The Dior 5 Couleur High Fidelity Colour and Effect Eyeshadow palettes are new, permanent eyeshadow palettes which have been reformulated. They are supposed to now boast better staying power, and better pigment. I find that while the texture is hard to the touch, brushes pick up the colours more easily, and deposit them more easily on your skin. In that sense therefore, I find that brushes are the best way to use these shadows, and that the best way to apply them is by patting them on if you want better pigmentation. The colours blend easily. However, I am not blown away as others have been. It might be because I’ve never had an issue with Dior eyeshadows before this. I’ve always enjoyed using them, and these felt no different. Perhaps a little smoother, but otherwise, I didn’t think them far better than they used to be. Not bad, just not as innovative as people would make you believe.
PROS: Handy to have 5 shades in a compact, Easy to blend, Decent staying power, Pigmented if you pat them on but only for the deeper colours
CONS: Works best with brushes, Pricey, Light colours are very light with little definition, Matte shades have a hard texture and can apply patchily
WHO WILL LIKE THEM: Anyone who likes eyeshadow palettes, Anyone who is comfortable using lighter, less opaque eyeshadow textures
PRICE: RM260 | US$62 | £45
I wasn’t going to share eye makeup looks (as my skills are too basic to be impressive), but I had already done a few, so I’ll share them here. I never know how helpful they are, as I thought swatches would be easier to get a handle on the colour. So, I might skip eye looks in the future if I don’t have the time – I’ll weather being called a “lazy blogger” if it means getting a post out vs not getting one out at all 🙂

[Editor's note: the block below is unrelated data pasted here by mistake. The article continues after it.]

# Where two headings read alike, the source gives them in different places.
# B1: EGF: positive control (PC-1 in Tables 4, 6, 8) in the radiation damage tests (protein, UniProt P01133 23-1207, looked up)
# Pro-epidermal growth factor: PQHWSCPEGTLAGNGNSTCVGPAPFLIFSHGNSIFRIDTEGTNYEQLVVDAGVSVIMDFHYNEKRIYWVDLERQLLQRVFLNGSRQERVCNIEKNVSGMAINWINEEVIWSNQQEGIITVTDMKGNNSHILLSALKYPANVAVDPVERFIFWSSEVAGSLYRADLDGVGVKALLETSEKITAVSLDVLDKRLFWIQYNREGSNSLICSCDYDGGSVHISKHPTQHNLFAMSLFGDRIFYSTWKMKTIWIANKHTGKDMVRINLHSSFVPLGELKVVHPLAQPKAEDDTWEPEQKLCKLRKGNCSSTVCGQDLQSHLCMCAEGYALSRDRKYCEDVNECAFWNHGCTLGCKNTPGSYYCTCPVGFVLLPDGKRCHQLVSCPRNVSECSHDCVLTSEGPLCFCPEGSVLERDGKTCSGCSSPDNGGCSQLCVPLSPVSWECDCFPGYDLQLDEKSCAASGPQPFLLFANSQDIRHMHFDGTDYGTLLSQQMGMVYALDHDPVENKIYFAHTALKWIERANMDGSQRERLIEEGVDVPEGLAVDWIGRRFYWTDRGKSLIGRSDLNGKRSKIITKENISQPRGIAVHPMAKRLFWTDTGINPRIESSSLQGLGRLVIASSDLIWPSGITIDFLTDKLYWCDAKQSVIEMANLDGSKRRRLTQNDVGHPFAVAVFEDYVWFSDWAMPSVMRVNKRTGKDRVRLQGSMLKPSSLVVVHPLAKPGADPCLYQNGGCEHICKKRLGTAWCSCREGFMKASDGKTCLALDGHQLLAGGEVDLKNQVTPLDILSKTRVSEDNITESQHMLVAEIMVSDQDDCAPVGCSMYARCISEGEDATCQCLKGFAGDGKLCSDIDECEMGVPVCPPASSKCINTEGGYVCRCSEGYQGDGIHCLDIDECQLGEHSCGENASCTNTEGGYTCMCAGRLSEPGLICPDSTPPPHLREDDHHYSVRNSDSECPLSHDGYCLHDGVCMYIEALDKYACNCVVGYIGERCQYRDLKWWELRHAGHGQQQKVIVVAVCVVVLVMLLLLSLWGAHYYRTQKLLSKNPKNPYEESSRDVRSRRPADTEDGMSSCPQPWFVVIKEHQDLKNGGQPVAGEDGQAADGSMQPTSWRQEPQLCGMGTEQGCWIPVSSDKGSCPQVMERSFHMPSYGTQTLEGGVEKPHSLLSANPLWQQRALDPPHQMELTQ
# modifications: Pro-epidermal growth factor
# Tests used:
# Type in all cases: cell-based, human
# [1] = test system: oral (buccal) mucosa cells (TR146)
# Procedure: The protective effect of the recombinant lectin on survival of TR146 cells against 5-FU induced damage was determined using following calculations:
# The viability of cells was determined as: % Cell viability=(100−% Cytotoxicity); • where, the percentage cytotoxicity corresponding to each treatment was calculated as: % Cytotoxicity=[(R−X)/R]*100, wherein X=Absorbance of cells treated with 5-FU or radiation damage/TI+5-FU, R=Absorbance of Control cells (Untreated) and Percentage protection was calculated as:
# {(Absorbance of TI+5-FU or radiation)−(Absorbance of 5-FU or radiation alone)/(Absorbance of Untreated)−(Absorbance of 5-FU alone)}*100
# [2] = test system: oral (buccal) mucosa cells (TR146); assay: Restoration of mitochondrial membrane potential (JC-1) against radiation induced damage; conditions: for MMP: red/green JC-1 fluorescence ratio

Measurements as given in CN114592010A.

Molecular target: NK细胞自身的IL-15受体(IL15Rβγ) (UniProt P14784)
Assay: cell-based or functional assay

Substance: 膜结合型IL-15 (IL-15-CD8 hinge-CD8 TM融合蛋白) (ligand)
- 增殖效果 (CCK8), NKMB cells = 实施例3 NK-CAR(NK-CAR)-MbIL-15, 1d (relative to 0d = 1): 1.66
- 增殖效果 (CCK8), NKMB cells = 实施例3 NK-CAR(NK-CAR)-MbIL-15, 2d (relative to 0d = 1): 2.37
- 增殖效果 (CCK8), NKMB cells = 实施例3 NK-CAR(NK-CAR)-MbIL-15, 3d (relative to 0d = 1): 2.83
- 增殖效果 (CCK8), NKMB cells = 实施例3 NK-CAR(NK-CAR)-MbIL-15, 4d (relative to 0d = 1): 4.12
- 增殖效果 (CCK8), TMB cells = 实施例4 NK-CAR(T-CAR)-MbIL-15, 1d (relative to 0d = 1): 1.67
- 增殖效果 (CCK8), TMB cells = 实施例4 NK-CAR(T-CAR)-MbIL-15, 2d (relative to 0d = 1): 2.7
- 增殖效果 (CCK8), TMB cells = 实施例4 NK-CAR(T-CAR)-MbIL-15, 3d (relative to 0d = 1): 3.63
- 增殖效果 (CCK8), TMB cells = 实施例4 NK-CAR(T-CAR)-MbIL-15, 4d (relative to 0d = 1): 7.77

This is Inflame on left and Expose on right. With Inflame, I used the colour on the lower left all over, and the darkest shade along the lashline, just to shade and define a little. Because I have hooded lids, when I open my eyes, you can barely see most of it 😛
With Expose, I did a more traditional method of khaki and gold all over, and the the dark brown on the outer part of the eye, blended inwards.
With Electrify, I found that the colour is quite strong, so I went with something a little heavier. The blue on the lower left all over, with the dark blue on the outer corner and along the lower lash line. I dusted the pink above the “crease” where my lid folds, to blend out the blue, and used one of the light shades to the brow.
I didn’t work with Magnify as I ran out of inspiration and energy LOL! 😀 But you get the idea. I have very little variation in how I do my eye makeup, so it is always one of these ways. Simple to execute and with the right tools, takes little time. I only use 3 brushes to do my eye makeup and it’s always the same 3 in terms of shape. They could be from different brands but the same 3 shapes always feature, which you’d likely see here.
Did you check out the new Dior eyeshadows? Do you generally like Dior shadows?
I generally have, so for me, these new shadows aren’t exactly earth-moving. I thought they were pretty decent before this, and I’d always liked them, so it’s hard to truly excite me since I’m predisposed to liking them LOL! 😀 They aren’t as strongly pigmented as brands like Urban Decay or Mac but it suits my makeup style. How about you? 🙂